Work conducted by Glass Technology Services, Heriot-Watt University and a consortium of industry partners could lead to a huge breakthrough for the manufacturing sector.
Glass Technology Services researchers are taking part in a major project to weld glass to metal and flexible glass to glass – which could revolutionise manufacturing industries such as aerospace, defence, optics, optoelectronics and healthcare.
The scientists in Sheffield are working with Heriot-Watt University in Edinburgh and a consortium of leading industry partners to fuse glass to metal, and to seal flexible glass using an ultra-fast laser system so it is airtight.
Because of the difference in thermal properties glass could shatter if conventional heat bonding techniques were used, so adhesives are used instead. However, this can be messy and unreliable as the glues can degrade.
Now, by using a laser system, the need for adhesive is eliminated, vastly increasing durability and design possibilities.
Glass Technology Services has worked on the project, dubbed internally ‘Project UltraWELD’, to commercialise the idea. Rob Ireson, of the Glass Technology Services Research and Development team which included Dr Owen McGann and David Eustice, said: “We have been very excited by this project. It has massive potential in many industries which need to attach metal to glass.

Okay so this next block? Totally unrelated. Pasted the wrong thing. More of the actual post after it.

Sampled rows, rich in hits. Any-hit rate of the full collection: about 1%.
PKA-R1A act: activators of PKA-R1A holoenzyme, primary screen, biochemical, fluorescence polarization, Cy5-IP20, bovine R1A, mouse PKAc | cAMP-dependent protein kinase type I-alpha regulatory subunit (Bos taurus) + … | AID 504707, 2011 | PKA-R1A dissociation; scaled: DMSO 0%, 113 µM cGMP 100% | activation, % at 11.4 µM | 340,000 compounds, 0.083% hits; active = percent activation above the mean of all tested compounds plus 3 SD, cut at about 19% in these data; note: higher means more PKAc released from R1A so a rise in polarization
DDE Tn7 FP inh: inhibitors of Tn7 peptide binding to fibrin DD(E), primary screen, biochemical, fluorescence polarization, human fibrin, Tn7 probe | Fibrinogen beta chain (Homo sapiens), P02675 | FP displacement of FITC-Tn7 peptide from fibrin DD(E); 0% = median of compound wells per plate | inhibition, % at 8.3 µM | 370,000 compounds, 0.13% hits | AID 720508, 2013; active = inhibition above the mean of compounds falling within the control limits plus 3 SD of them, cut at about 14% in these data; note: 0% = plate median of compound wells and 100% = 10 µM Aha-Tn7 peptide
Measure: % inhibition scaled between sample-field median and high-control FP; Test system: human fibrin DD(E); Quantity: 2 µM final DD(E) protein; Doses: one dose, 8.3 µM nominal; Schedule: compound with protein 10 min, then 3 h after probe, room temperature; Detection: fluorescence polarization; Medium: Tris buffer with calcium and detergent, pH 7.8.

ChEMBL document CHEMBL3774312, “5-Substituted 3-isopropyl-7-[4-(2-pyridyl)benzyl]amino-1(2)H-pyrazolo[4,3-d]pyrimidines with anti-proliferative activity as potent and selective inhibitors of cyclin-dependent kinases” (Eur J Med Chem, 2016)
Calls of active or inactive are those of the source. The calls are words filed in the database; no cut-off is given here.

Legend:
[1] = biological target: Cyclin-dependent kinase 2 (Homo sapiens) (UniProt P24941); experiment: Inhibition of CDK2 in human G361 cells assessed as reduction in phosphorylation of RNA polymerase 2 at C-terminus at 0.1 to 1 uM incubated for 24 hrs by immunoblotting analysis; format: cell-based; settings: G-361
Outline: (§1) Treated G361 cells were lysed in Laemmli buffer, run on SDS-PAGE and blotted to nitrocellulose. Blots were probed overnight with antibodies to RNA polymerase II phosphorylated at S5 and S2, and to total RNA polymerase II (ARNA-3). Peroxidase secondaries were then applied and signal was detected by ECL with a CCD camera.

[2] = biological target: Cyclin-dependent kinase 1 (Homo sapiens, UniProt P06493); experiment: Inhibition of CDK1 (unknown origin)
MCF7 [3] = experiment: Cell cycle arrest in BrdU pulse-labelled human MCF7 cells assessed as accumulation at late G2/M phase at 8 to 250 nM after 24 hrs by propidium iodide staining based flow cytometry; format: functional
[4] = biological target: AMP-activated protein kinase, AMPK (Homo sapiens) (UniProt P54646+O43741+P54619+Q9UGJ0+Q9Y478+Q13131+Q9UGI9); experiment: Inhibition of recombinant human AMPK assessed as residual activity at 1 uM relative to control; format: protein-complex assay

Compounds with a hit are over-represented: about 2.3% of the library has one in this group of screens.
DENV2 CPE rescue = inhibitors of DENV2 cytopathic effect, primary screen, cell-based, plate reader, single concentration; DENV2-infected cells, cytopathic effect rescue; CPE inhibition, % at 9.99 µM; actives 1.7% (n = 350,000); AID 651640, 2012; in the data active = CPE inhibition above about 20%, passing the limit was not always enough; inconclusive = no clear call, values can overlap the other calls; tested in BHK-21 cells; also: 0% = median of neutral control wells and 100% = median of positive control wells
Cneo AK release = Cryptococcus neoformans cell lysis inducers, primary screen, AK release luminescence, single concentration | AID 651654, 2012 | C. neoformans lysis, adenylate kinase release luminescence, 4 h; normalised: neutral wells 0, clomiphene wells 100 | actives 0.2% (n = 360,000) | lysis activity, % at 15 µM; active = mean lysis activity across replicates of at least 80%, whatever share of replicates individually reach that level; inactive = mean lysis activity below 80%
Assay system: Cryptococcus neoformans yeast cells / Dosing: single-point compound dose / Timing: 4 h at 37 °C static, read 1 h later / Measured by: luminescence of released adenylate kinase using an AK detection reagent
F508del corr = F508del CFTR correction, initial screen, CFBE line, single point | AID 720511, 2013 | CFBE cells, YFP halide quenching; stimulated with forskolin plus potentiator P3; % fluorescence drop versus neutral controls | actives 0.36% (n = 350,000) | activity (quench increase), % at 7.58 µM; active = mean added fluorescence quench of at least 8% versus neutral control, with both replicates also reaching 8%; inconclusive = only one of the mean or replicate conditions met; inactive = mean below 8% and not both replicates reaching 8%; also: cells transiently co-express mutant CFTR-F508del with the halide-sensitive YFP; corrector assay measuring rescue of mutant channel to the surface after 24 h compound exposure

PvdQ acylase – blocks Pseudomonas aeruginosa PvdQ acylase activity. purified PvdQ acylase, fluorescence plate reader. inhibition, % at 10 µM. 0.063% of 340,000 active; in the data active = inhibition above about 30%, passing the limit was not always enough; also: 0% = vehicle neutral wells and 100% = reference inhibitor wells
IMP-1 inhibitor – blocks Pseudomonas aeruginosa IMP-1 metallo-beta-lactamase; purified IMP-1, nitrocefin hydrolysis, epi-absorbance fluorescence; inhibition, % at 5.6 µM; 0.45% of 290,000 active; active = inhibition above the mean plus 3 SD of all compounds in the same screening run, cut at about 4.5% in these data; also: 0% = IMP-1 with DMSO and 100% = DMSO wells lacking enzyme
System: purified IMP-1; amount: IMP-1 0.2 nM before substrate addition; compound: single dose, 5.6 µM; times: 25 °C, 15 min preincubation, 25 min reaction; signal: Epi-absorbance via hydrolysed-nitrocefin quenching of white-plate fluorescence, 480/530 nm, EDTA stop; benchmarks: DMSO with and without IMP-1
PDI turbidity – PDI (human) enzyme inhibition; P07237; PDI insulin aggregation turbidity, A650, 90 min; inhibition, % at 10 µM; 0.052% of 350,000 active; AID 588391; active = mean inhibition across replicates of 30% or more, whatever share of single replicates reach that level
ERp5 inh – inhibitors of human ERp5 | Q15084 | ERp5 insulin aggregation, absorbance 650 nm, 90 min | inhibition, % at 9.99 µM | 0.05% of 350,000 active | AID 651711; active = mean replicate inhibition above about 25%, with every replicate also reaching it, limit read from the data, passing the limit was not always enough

“Our part in the project has built on the Glass Technology Services expertise in OLED lighting (organic light-emitting diode devices). Our in-depth knowledge of glass science and materials processing will help maximise the robustness of the final bonded components.
“Glass Technology Services will also be exploiting its extensive networks within the glass industry and related sectors to identify new applications which might benefit from the UtraWELD technology.”
The consortium working on the project includes lasers specialists Oxford Lasers and Coherent Scotland, the high-tech defence company Leonardo; photonics technology firm Gooch & Housego, and the CPI.